Saturday, August 28, 2010

And you can fry them too

By Michael

Almost every cuisine that’s worth eating has them: boiled or steamed pieces of dough with stuff inside. Call them shumai, kreplach, ravioli, potstickers, tortellini, jiaozi, steamed buns, manti, khinkali, and mandu. Or if you live in a Polish neighborhood as my fictional PI Joe Kozmarski does, call them pierogi. Call them what you want, to my thinking they’re the ultimate comfort food.

There’s nothing edgy about dumplings. The proper noise to make when eating them is a slurp. If you’re normally attractive, you’ll be less so with soy sauce dripping down your chin or marinara sauce on your cheek. You may want to unbutton the top of your pants when you finish eating, but only to give your belly more room.

Other foods become the subject of love songs. Think of Mtume singing “Juicy Fruit” (“You’re my sugar thing,/ My chocolate star”). Think of the Archies singing “Sugar, Sugar” (“Sugar, ah honey honey,/ You are my candy girl/ And you’ve got me wanting you”). What the heck, think of Mtume again (“I’ll be your lollipop./ You can lick me everywhere”). Other foods get some. But not boiled or steamed dough with stuff inside. The only popular lyric that focuses on dumplings (at least the only one I can think of) emphasizes the un-sexy, the un-edgy, the slovenly: “Diddle, diddle, dumpling, my son John/ Went to bed with his trousers on;/ One shoe off, and one shoe on,/ Diddle, Diddle, dumpling, my son John.” Apparently My son John ate a plate of shumai, a couple of kreplach, a bowl of ravioli, and a dozen steamed buns and collapsed from the effort of removing a shoe. So, if you want someone to hold you and control you and then melt you slowly down like chocolate (Kylie Minogue), skip the dumplings. But if you’re looking for simple comfort, there’s nothing better.

My PI, like many other PIs, has struggled with various addictions (alcohol, cocaine) –and with the attractions of the edge – but he mostly has put his chemical dependence behind him. When the burden of the world becomes too much for him, he turns instead to a different escape mechanism. Pierogi. As he knows, they’re best taken with sour cream, though he also likes his with applesauce.













9 comments:

Rebecca Cantrell said...

Lovely post, Michael! I wondered what exciting treats were in store for the weekend!

Dough with stuff in it. Can't get much better than that. I used to have an bulani from this Afghan restaurant for lunch almost every day when I worked in Emeryville. Thin layer of dough around spicy potatoes served with a yogurt-based dip. And potstickers. And BBQ pork buns. And potato dumplings. And... I'm ready for lunch now.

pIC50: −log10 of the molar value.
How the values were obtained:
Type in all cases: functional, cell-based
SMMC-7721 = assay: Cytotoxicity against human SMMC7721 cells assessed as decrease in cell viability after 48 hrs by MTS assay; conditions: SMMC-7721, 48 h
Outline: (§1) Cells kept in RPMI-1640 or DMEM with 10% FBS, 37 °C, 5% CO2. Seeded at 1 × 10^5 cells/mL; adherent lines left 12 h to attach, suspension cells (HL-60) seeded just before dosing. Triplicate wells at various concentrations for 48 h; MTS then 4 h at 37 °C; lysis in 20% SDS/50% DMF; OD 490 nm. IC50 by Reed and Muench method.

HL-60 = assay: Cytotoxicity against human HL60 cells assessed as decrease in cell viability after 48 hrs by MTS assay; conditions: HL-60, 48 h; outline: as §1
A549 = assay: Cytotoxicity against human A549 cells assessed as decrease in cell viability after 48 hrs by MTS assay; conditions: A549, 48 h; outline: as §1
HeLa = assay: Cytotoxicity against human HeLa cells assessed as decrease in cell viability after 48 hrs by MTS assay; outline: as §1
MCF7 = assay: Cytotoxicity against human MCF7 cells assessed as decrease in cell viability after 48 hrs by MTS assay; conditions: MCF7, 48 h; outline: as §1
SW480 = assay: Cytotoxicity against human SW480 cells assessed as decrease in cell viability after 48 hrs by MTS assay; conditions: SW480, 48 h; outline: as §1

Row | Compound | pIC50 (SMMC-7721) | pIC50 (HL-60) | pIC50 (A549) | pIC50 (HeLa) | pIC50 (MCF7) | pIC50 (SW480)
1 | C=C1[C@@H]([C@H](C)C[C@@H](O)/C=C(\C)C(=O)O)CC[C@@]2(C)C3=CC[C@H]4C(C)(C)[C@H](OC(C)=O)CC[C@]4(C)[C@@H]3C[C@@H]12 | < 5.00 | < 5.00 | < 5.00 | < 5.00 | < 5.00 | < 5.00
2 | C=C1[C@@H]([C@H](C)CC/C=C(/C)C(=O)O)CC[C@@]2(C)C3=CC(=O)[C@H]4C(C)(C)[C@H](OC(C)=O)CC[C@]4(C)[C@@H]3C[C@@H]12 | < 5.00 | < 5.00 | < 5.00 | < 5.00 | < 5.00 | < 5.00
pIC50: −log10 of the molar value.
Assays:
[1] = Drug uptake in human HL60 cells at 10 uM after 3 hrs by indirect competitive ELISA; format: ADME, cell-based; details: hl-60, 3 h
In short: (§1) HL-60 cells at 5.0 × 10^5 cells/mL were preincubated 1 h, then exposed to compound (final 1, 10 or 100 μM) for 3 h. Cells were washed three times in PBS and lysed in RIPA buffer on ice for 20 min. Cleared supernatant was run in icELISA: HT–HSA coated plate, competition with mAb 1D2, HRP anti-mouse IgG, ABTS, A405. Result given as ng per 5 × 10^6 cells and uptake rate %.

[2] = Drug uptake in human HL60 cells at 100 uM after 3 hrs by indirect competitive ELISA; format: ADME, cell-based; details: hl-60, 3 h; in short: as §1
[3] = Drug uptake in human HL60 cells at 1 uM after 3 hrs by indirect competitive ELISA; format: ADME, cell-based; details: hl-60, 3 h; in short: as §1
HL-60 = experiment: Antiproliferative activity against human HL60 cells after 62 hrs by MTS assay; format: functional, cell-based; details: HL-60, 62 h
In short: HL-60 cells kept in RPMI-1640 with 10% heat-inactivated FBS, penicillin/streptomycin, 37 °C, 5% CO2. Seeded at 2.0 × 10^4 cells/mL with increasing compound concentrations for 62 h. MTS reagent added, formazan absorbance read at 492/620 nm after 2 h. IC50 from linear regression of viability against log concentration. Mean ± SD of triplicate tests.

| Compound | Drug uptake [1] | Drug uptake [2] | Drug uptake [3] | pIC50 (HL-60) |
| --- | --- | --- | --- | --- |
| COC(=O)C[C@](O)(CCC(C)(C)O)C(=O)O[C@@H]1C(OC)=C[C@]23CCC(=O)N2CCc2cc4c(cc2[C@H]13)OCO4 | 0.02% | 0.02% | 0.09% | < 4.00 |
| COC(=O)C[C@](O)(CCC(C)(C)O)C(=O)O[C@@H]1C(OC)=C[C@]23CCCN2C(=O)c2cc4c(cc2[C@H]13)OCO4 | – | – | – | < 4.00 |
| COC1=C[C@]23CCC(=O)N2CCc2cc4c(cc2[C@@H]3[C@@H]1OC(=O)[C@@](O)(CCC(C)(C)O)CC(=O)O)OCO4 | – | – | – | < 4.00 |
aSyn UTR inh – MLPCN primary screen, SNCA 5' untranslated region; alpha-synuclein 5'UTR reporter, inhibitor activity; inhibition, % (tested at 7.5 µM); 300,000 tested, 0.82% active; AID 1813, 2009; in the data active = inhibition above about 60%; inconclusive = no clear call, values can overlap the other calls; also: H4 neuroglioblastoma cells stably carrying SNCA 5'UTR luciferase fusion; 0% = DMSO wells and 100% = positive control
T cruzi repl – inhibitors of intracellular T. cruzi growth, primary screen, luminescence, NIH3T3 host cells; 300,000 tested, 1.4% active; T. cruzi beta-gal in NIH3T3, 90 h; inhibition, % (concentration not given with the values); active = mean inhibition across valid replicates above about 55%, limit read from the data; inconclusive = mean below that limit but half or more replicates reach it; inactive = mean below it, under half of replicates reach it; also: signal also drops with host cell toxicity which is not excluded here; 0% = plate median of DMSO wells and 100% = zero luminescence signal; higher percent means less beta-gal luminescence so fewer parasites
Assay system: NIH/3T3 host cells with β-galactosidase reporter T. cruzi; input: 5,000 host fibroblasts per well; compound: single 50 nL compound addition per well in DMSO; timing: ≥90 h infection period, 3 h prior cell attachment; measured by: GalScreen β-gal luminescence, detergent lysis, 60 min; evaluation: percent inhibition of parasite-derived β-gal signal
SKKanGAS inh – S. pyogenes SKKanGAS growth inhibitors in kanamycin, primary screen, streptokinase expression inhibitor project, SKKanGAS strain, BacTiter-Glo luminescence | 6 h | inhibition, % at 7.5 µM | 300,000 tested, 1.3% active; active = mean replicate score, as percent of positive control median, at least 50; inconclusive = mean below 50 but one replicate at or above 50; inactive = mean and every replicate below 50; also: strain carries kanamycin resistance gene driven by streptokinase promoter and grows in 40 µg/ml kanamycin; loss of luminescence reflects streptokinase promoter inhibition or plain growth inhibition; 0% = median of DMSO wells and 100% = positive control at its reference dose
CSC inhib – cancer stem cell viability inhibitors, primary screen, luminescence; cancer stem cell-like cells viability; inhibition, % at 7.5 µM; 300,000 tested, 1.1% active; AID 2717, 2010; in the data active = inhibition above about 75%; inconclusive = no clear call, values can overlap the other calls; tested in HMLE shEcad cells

Michael Wiley said...

I've already eaten a large dinner, and now you have my mouth watering again, Rebecca. We didn't even get to the deep fried versions: right now a plate of samosas with some coriander chutney sounds good.

Gabi said...

Comfort is a lonely thing for you, Michael. So sad. Needless to say, I'm staying away from the potstickers on my next date.

You do make the various balls of dough sound lovely and sedative.

Michael Wiley said...

Oh, there's nothing lonely about eating dumplings, Gabi. Dumplings are capable of providing mass comfort: think of a crowded dim sum restaurant. Think of the children's book Go Dog Go with all the dogs snoozing together in a massive bed. Okay, they may not have eaten dumplings, but they may as well have.

Gabi said...

I love Go Dog Go. And you're right, when they stop Going, they collapes into what might be a dumpling induced group nap position.

Shane Gericke said...

Fried, baby, fried. That's the best way to eat those luscious dumplings: fried up in a wok. If Chinese dumplings, anyway. Great post, Michael. Makes me hungry for dumplings now.

"Dough with stuff." Great description, Rebecca.

Michael Wiley said...

There's a poetic simplicity in Go Dog Go, isn't there, Gabi? And once the dog does, one might say that we have a Doggone.

Michael Wiley said...

I'm with you, Shane. Except for a few of the dumplings -- e.g. steamed shumai, boiled kreplach -- fried is the way to go. And I'll bet that the shumai and kreplach would be good fried too.

Kelli Stanley said...

Oh, Michael--I've got a bag of homemade pierogi in my freezer that's been there for something like two years ...

My secret family recipe (my mom's Polish), made by mom. I love 'em so much I couldn't bear to cook 'em. So they're still stuck in the freezer, like a prize. Yeah, I love 'em that much.

There used to be a phenomenal Polish restaurant near me with some damn good pierogi. Not as good as Mom's, naturally ... what is? But still good. Meat, cheese, sauerkraut, mushrooms ... whatever they're filled with, they're heaven on earth.

Sigh. And don't forget the sour cream.